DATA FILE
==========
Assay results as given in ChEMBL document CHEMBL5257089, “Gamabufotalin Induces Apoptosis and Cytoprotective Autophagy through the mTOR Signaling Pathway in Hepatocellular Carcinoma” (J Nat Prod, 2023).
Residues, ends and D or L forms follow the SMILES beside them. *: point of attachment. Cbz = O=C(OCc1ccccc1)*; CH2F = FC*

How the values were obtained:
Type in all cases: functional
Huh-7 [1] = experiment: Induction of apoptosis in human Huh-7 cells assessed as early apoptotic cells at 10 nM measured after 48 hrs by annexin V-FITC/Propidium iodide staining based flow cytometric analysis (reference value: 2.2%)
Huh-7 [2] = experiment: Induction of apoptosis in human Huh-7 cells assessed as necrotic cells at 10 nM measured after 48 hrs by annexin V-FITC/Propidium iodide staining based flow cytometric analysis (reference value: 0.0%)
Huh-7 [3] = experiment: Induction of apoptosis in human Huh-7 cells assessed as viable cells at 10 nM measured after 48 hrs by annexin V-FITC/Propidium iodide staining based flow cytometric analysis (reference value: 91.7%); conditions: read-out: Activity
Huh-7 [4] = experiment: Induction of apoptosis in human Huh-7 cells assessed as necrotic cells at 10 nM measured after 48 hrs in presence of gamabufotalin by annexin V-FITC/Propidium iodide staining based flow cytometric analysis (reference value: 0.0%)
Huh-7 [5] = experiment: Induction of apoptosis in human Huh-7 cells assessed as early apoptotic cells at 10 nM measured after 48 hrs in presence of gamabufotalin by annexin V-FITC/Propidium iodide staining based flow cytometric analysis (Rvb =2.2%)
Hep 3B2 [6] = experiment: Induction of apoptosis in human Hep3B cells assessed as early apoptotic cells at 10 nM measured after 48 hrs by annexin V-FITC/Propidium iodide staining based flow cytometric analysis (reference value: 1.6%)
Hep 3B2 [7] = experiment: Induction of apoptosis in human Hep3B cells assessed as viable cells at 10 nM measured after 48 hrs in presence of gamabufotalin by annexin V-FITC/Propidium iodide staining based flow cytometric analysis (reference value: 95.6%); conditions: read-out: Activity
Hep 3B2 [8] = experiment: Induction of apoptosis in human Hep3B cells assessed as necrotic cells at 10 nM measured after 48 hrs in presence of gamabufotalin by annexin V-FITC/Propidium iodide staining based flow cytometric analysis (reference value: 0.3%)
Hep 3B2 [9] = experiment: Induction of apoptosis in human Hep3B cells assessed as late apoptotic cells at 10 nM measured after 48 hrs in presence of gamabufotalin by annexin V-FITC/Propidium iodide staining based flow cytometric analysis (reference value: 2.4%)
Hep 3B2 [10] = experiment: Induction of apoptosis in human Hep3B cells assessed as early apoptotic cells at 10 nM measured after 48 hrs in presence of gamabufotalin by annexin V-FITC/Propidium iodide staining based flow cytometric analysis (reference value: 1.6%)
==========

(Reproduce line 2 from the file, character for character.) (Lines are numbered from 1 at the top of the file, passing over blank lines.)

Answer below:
Residues, ends and D or L forms follow the SMILES beside them. *: point of attachment. Cbz = O=C(OCc1ccccc1)*; CH2F = FC*